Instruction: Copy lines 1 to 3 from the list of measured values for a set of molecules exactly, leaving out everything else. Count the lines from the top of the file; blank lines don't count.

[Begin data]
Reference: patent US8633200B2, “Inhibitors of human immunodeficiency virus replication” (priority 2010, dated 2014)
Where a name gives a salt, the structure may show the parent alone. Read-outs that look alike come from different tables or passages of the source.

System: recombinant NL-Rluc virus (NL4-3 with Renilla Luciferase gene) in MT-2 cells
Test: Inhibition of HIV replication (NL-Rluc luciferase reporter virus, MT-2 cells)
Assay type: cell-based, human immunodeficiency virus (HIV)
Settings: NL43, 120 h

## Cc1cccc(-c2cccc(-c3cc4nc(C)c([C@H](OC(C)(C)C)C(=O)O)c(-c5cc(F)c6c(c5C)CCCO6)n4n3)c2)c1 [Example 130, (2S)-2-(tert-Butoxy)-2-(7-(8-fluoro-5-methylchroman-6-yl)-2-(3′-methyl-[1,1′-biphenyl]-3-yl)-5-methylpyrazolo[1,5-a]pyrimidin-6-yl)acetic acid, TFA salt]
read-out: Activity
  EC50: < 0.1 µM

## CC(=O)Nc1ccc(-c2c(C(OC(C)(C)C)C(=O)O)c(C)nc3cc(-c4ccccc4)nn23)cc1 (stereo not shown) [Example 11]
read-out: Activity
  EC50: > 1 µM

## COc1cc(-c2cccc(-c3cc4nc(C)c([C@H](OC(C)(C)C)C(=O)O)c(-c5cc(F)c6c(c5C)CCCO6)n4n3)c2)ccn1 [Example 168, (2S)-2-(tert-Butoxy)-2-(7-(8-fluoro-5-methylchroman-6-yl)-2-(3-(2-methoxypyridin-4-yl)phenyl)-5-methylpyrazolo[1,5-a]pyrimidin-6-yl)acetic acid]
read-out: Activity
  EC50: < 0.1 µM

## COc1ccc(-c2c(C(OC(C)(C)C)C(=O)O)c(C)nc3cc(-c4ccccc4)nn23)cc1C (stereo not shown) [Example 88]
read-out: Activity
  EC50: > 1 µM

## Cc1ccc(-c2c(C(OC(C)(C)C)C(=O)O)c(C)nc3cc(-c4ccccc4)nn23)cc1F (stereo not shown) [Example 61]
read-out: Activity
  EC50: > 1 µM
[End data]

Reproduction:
Reference: patent US8633200B2, “Inhibitors of human immunodeficiency virus replication” (priority 2010, dated 2014)
Where a name gives a salt, the structure may show the parent alone. Read-outs that look alike come from different tables or passages of the source.

System: recombinant NL-Rluc virus (NL4-3 with Renilla Luciferase gene) in MT-2 cells